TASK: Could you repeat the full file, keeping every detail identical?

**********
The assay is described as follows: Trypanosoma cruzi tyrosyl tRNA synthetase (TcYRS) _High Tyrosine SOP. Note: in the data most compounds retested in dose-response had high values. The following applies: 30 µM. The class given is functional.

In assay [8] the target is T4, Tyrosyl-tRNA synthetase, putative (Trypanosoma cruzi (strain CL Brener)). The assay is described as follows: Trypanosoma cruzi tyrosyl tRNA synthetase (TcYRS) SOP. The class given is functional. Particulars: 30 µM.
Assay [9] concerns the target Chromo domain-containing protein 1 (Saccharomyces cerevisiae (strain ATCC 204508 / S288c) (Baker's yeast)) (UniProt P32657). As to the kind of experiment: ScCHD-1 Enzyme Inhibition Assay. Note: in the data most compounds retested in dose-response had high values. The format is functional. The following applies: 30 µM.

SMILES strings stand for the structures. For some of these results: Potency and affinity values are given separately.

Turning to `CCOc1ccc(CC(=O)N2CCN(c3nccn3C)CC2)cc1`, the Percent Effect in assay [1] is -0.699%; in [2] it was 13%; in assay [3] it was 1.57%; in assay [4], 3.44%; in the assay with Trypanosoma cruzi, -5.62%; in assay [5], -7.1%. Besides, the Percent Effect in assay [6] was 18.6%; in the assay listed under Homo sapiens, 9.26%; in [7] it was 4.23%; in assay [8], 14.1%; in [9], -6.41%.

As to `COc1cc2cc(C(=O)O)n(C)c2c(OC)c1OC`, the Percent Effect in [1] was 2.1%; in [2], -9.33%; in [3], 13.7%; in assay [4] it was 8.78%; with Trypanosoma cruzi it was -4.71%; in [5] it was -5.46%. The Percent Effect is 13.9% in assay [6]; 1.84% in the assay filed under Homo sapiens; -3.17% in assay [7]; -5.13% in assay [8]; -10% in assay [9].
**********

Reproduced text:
The assay is described as follows: Trypanosoma cruzi tyrosyl tRNA synthetase (TcYRS) _High Tyrosine SOP. Note: in the data most compounds retested in dose-response had high values. The following applies: 30 µM. The class given is functional.

In assay [8] the target is T4, Tyrosyl-tRNA synthetase, putative (Trypanosoma cruzi (strain CL Brener)). The assay is described as follows: Trypanosoma cruzi tyrosyl tRNA synthetase (TcYRS) SOP. The class given is functional. Particulars: 30 µM.
Assay [9] concerns the target Chromo domain-containing protein 1 (Saccharomyces cerevisiae (strain ATCC 204508 / S288c) (Baker's yeast)) (UniProt P32657). As to the kind of experiment: ScCHD-1 Enzyme Inhibition Assay. Note: in the data most compounds retested in dose-response had high values. The format is functional. The following applies: 30 µM.

SMILES strings stand for the structures. For some of these results: Potency and affinity values are given separately.

Turning to `CCOc1ccc(CC(=O)N2CCN(c3nccn3C)CC2)cc1`, the Percent Effect in assay [1] is -0.699%; in [2] it was 13%; in assay [3] it was 1.57%; in assay [4], 3.44%; in the assay with Trypanosoma cruzi, -5.62%; in assay [5], -7.1%. Besides, the Percent Effect in assay [6] was 18.6%; in the assay listed under Homo sapiens, 9.26%; in [7] it was 4.23%; in assay [8], 14.1%; in [9], -6.41%.

As to `COc1cc2cc(C(=O)O)n(C)c2c(OC)c1OC`, the Percent Effect in [1] was 2.1%; in [2], -9.33%; in [3], 13.7%; in assay [4] it was 8.78%; with Trypanosoma cruzi it was -4.71%; in [5] it was -5.46%. The Percent Effect is 13.9% in assay [6]; 1.84% in the assay filed under Homo sapiens; -3.17% in assay [7]; -5.13% in assay [8]; -10% in assay [9].